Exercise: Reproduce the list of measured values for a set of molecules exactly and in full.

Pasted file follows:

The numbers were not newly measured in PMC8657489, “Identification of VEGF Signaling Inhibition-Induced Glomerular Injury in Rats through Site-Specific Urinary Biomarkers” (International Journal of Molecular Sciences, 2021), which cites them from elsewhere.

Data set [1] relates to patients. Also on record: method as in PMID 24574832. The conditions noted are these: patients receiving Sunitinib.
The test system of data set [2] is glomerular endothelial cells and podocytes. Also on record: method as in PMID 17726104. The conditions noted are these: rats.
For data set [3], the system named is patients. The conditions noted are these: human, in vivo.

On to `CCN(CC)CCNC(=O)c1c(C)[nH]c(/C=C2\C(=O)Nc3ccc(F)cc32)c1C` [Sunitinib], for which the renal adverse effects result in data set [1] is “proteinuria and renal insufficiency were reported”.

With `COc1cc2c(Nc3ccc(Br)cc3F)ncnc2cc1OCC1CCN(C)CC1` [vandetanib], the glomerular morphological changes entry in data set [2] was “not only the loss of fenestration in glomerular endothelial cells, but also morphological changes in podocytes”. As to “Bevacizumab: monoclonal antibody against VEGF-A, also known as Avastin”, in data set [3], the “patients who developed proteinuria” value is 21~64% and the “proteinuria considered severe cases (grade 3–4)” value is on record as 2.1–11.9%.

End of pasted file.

The numbers were not newly measured in PMC8657489, “Identification of VEGF Signaling Inhibition-Induced Glomerular Injury in Rats through Site-Specific Urinary Biomarkers” (International Journal of Molecular Sciences, 2021), which cites them from elsewhere.

Data set [1] relates to patients. Also on record: method as in PMID 24574832. The conditions noted are these: patients receiving Sunitinib.
The test system of data set [2] is glomerular endothelial cells and podocytes. Also on record: method as in PMID 17726104. The conditions noted are these: rats.
For data set [3], the system named is patients. The conditions noted are these: human, in vivo.

On to `CCN(CC)CCNC(=O)c1c(C)[nH]c(/C=C2\C(=O)Nc3ccc(F)cc32)c1C` [Sunitinib], for which the renal adverse effects result in data set [1] is “proteinuria and renal insufficiency were reported”.

With `COc1cc2c(Nc3ccc(Br)cc3F)ncnc2cc1OCC1CCN(C)CC1` [vandetanib], the glomerular morphological changes entry in data set [2] was “not only the loss of fenestration in glomerular endothelial cells, but also morphological changes in podocytes”. As to “Bevacizumab: monoclonal antibody against VEGF-A, also known as Avastin”, in data set [3], the “patients who developed proteinuria” value is 21~64% and the “proteinuria considered severe cases (grade 3–4)” value is on record as 2.1–11.9%.